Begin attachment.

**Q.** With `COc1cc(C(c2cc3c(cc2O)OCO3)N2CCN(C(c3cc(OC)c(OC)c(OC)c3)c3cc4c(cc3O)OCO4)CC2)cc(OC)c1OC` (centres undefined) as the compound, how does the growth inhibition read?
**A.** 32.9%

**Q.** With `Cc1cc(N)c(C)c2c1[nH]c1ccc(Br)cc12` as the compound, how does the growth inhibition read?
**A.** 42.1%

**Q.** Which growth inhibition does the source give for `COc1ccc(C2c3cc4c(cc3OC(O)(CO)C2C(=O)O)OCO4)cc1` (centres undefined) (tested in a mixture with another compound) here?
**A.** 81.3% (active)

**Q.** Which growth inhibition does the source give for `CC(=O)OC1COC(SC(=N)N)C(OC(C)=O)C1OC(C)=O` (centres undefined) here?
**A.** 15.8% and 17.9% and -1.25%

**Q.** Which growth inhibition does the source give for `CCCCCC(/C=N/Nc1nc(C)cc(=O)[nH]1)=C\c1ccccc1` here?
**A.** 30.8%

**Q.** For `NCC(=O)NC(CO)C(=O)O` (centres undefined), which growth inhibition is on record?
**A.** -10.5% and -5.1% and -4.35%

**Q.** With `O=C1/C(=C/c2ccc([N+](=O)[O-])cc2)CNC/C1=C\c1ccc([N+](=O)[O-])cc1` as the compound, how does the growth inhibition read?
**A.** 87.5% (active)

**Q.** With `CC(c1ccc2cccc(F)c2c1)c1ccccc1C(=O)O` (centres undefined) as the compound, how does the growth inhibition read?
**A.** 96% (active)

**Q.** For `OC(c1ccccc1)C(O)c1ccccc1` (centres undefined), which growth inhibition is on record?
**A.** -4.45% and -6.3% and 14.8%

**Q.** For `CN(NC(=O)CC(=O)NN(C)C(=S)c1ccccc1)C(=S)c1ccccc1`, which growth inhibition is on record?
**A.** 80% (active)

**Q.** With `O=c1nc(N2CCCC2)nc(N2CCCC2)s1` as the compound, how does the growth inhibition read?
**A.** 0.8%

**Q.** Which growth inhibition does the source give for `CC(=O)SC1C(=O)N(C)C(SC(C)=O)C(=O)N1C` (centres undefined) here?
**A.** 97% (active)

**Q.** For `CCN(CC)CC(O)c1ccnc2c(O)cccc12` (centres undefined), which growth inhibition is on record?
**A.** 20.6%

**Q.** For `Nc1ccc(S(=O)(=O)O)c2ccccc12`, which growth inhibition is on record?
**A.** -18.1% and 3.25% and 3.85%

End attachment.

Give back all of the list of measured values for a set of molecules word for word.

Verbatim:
**Q.** With `COc1cc(C(c2cc3c(cc2O)OCO3)N2CCN(C(c3cc(OC)c(OC)c(OC)c3)c3cc4c(cc3O)OCO4)CC2)cc(OC)c1OC` (centres undefined) as the compound, how does the growth inhibition read?
**A.** 32.9%

**Q.** With `Cc1cc(N)c(C)c2c1[nH]c1ccc(Br)cc12` as the compound, how does the growth inhibition read?
**A.** 42.1%

**Q.** Which growth inhibition does the source give for `COc1ccc(C2c3cc4c(cc3OC(O)(CO)C2C(=O)O)OCO4)cc1` (centres undefined) (tested in a mixture with another compound) here?
**A.** 81.3% (active)

**Q.** Which growth inhibition does the source give for `CC(=O)OC1COC(SC(=N)N)C(OC(C)=O)C1OC(C)=O` (centres undefined) here?
**A.** 15.8% and 17.9% and -1.25%

**Q.** Which growth inhibition does the source give for `CCCCCC(/C=N/Nc1nc(C)cc(=O)[nH]1)=C\c1ccccc1` here?
**A.** 30.8%

**Q.** For `NCC(=O)NC(CO)C(=O)O` (centres undefined), which growth inhibition is on record?
**A.** -10.5% and -5.1% and -4.35%

**Q.** With `O=C1/C(=C/c2ccc([N+](=O)[O-])cc2)CNC/C1=C\c1ccc([N+](=O)[O-])cc1` as the compound, how does the growth inhibition read?
**A.** 87.5% (active)

**Q.** With `CC(c1ccc2cccc(F)c2c1)c1ccccc1C(=O)O` (centres undefined) as the compound, how does the growth inhibition read?
**A.** 96% (active)

**Q.** For `OC(c1ccccc1)C(O)c1ccccc1` (centres undefined), which growth inhibition is on record?
**A.** -4.45% and -6.3% and 14.8%

**Q.** For `CN(NC(=O)CC(=O)NN(C)C(=S)c1ccccc1)C(=S)c1ccccc1`, which growth inhibition is on record?
**A.** 80% (active)

**Q.** With `O=c1nc(N2CCCC2)nc(N2CCCC2)s1` as the compound, how does the growth inhibition read?
**A.** 0.8%

**Q.** Which growth inhibition does the source give for `CC(=O)SC1C(=O)N(C)C(SC(C)=O)C(=O)N1C` (centres undefined) here?
**A.** 97% (active)

**Q.** For `CCN(CC)CC(O)c1ccnc2c(O)cccc12` (centres undefined), which growth inhibition is on record?
**A.** 20.6%

**Q.** For `Nc1ccc(S(=O)(=O)O)c2ccccc12`, which growth inhibition is on record?
**A.** -18.1% and 3.25% and 3.85%